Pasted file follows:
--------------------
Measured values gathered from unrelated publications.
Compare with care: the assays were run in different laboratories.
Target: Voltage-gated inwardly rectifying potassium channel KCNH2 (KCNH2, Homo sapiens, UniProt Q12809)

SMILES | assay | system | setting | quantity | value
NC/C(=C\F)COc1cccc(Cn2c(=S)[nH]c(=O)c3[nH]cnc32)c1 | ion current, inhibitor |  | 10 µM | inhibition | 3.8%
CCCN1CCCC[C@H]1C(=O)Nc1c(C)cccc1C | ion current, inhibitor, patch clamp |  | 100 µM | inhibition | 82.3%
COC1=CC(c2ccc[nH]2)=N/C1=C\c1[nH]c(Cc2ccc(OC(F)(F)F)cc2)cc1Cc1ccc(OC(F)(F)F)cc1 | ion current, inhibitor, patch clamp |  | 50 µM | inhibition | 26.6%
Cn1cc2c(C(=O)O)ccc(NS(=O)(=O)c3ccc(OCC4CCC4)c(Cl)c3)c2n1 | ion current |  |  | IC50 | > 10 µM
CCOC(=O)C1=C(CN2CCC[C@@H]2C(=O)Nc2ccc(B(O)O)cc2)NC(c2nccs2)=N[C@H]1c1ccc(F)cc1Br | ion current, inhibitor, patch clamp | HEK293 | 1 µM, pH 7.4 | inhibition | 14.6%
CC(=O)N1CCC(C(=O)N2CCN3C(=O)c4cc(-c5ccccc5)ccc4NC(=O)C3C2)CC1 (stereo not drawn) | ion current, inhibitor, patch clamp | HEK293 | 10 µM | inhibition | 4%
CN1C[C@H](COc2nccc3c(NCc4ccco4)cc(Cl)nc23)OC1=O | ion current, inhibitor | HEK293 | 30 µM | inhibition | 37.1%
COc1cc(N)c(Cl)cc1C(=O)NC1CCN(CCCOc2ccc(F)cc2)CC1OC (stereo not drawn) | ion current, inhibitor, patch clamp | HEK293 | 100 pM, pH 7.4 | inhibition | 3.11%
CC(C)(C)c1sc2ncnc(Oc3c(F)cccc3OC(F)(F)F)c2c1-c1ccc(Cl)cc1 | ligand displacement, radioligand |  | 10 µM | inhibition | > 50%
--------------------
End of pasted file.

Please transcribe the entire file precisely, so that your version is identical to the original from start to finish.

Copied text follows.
Measured values gathered from unrelated publications.
Compare with care: the assays were run in different laboratories.
Target: Voltage-gated inwardly rectifying potassium channel KCNH2 (KCNH2, Homo sapiens, UniProt Q12809)

SMILES | assay | system | setting | quantity | value
NC/C(=C\F)COc1cccc(Cn2c(=S)[nH]c(=O)c3[nH]cnc32)c1 | ion current, inhibitor |  | 10 µM | inhibition | 3.8%
CCCN1CCCC[C@H]1C(=O)Nc1c(C)cccc1C | ion current, inhibitor, patch clamp |  | 100 µM | inhibition | 82.3%
COC1=CC(c2ccc[nH]2)=N/C1=C\c1[nH]c(Cc2ccc(OC(F)(F)F)cc2)cc1Cc1ccc(OC(F)(F)F)cc1 | ion current, inhibitor, patch clamp |  | 50 µM | inhibition | 26.6%
Cn1cc2c(C(=O)O)ccc(NS(=O)(=O)c3ccc(OCC4CCC4)c(Cl)c3)c2n1 | ion current |  |  | IC50 | > 10 µM
CCOC(=O)C1=C(CN2CCC[C@@H]2C(=O)Nc2ccc(B(O)O)cc2)NC(c2nccs2)=N[C@H]1c1ccc(F)cc1Br | ion current, inhibitor, patch clamp | HEK293 | 1 µM, pH 7.4 | inhibition | 14.6%
CC(=O)N1CCC(C(=O)N2CCN3C(=O)c4cc(-c5ccccc5)ccc4NC(=O)C3C2)CC1 (stereo not drawn) | ion current, inhibitor, patch clamp | HEK293 | 10 µM | inhibition | 4%
CN1C[C@H](COc2nccc3c(NCc4ccco4)cc(Cl)nc23)OC1=O | ion current, inhibitor | HEK293 | 30 µM | inhibition | 37.1%
COc1cc(N)c(Cl)cc1C(=O)NC1CCN(CCCOc2ccc(F)cc2)CC1OC (stereo not drawn) | ion current, inhibitor, patch clamp | HEK293 | 100 pM, pH 7.4 | inhibition | 3.11%
CC(C)(C)c1sc2ncnc(Oc3c(F)cccc3OC(F)(F)F)c2c1-c1ccc(Cl)cc1 | ligand displacement, radioligand |  | 10 µM | inhibition | > 50%